The inmates of the train were Bolshevik prisoners rounded up in Samara [a city in southwestern Russia] last October. There were 2,100, including men and women found in the provincial jail who claimed they had been arrested by the Bolsheviks because they wouldn’t espouse their cause. Sixty people were packed into box cars which could legitimately hold but forty. There was no provision for heating, and the sanitary arrangements consisted of small openings in the floors of the cars.

This train was started for Siberia, and when it reached a small station on the western side of Harbin [a newly formed city in northeast China built by Russian colonists] early in December, American railway engineers reported to the American Red Cross that 775 had died en route. Some were shot by the guards when they tried to get food and water at the stations. Typhus, typhoid, dysentery, scurvy, and pneumonia took the largest toll. One boy of 17 was found dead across the doorway of a car when Red Cross workers entered. He was naked with the exception of a piece of gunny sack wrapped around his loins. It was five degrees below zero. Half his face had been eaten away by scurvy.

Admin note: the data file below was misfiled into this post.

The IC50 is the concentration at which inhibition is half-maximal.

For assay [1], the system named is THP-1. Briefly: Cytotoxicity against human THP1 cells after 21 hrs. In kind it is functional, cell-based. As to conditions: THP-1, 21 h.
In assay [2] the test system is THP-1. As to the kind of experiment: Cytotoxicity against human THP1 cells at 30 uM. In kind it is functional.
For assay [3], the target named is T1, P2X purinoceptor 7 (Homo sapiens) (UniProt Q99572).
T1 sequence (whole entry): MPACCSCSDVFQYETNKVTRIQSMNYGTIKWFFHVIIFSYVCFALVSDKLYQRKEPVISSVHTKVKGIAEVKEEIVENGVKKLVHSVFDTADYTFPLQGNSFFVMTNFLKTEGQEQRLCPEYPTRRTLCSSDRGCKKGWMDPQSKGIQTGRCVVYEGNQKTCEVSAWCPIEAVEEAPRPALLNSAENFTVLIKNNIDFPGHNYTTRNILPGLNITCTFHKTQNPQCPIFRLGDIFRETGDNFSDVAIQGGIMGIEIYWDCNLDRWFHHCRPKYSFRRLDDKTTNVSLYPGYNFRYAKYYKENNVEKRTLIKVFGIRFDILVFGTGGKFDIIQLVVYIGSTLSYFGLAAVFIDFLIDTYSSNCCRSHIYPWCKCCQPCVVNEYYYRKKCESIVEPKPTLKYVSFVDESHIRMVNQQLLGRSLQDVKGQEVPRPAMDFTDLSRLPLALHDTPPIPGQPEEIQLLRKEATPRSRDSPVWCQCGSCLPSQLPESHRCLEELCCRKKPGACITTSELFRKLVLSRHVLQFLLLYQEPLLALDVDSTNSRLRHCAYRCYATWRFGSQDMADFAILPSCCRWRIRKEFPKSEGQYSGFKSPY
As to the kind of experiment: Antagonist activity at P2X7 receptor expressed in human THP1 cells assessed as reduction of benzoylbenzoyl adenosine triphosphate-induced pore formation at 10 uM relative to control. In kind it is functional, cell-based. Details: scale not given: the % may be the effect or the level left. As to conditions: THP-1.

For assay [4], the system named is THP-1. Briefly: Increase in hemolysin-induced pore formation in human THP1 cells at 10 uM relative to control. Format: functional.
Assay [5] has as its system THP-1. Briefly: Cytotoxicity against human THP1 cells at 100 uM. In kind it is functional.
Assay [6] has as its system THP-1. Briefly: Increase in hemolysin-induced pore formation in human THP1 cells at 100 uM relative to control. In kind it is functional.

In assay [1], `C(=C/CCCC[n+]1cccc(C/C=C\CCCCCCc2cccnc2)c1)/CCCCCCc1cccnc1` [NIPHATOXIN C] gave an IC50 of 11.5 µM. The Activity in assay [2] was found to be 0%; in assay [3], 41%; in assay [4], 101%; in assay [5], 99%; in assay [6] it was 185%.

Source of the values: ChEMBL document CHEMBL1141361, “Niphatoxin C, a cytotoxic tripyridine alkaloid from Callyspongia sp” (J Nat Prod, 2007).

None of the prisoners had been permitted to leave the cars since their arrest, and they all wore what was left of the clothing they had on when taken into custody.

Peggy Hull (in the uniform she designed for herself) in New York City in the mid-1920s. (Kadel & Herbert/Visual Studies Workshop/Getty Images)
Peggy Hull (in the uniform she designed for herself) in New York City in the mid-1920s. (Kadel & Herbert/Visual Studies Workshop/Getty Images)

In spite of the rapid work of the Red Cross the prisoners were dying fifteen a day. And no one knows who was responsible for the train—no one knows who sent it to Siberia and no one knows who ordered it out of Nikolsk the evening after the worst cases had been taken off and the remainder bathed and issued pajamas. It went, and all the generals in Vladivostok stormed, but to no purpose. It went east toward Samara with 900 sick and dying men and women clothed only in pajamas, and the thermometer clinging around forty below in that direction. It was last heard of in the vicinity of Chita [a Russian city on the Trans-Siberian Railway], where [Gregori] Semenoff, the Cossack ataman, presides. That was a month ago, and it is hard to believe that any of the victims still survive. MHQ

This article appears in the Summer 2020 issue (Vol. 32, No. 4) of MHQ—The Quarterly Journal of Military History with the headline: Classic Dispatches | The Death Train